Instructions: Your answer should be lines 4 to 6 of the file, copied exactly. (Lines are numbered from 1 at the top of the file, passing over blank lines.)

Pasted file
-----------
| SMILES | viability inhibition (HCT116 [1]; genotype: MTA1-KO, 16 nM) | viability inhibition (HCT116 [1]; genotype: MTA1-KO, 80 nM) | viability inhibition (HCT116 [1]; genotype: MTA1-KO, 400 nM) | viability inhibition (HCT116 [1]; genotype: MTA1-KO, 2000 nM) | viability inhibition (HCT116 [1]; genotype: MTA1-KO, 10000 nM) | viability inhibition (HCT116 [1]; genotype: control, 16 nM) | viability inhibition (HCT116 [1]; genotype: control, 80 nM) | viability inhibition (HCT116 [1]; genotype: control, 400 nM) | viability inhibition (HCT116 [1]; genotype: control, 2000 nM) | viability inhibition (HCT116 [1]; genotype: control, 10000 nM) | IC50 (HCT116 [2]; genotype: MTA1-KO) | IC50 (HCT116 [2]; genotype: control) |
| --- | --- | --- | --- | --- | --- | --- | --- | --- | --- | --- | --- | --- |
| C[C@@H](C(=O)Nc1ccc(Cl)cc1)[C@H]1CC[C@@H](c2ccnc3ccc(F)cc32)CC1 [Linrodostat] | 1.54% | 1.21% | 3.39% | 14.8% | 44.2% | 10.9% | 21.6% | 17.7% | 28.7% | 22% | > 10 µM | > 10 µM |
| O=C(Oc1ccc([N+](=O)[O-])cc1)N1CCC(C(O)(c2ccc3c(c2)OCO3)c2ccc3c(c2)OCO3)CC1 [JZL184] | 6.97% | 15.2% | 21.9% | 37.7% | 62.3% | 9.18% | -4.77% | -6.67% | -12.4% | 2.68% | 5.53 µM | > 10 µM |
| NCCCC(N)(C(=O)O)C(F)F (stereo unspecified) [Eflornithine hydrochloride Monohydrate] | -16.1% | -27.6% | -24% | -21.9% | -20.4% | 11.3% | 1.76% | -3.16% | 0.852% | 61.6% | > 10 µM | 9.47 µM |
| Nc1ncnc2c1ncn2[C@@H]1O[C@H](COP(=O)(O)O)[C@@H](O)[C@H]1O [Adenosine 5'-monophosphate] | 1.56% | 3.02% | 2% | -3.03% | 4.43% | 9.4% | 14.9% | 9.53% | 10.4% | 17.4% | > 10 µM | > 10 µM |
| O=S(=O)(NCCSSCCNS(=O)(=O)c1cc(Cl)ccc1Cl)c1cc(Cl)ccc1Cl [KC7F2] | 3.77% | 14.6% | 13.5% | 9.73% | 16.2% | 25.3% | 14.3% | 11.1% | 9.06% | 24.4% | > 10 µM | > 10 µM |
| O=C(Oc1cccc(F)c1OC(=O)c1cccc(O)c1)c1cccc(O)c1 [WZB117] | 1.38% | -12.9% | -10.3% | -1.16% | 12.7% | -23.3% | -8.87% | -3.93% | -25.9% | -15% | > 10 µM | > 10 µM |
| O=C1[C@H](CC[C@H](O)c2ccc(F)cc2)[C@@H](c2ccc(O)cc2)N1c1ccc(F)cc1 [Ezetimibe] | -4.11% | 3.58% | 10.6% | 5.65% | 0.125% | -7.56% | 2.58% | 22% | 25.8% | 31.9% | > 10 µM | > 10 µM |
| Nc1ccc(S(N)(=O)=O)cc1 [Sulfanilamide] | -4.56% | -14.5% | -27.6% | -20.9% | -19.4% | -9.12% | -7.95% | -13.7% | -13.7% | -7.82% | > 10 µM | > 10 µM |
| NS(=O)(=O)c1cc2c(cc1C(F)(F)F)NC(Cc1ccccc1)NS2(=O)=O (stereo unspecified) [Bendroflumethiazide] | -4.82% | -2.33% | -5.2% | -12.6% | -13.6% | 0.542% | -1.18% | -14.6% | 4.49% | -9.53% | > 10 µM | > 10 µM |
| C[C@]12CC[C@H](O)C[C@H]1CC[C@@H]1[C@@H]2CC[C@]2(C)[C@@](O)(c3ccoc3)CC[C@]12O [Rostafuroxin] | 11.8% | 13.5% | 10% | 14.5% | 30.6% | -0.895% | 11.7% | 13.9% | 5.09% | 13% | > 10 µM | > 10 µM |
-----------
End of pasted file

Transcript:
| O=C(Oc1ccc([N+](=O)[O-])cc1)N1CCC(C(O)(c2ccc3c(c2)OCO3)c2ccc3c(c2)OCO3)CC1 [JZL184] | 6.97% | 15.2% | 21.9% | 37.7% | 62.3% | 9.18% | -4.77% | -6.67% | -12.4% | 2.68% | 5.53 µM | > 10 µM |
| NCCCC(N)(C(=O)O)C(F)F (stereo unspecified) [Eflornithine hydrochloride Monohydrate] | -16.1% | -27.6% | -24% | -21.9% | -20.4% | 11.3% | 1.76% | -3.16% | 0.852% | 61.6% | > 10 µM | 9.47 µM |
| Nc1ncnc2c1ncn2[C@@H]1O[C@H](COP(=O)(O)O)[C@@H](O)[C@H]1O [Adenosine 5'-monophosphate] | 1.56% | 3.02% | 2% | -3.03% | 4.43% | 9.4% | 14.9% | 9.53% | 10.4% | 17.4% | > 10 µM | > 10 µM |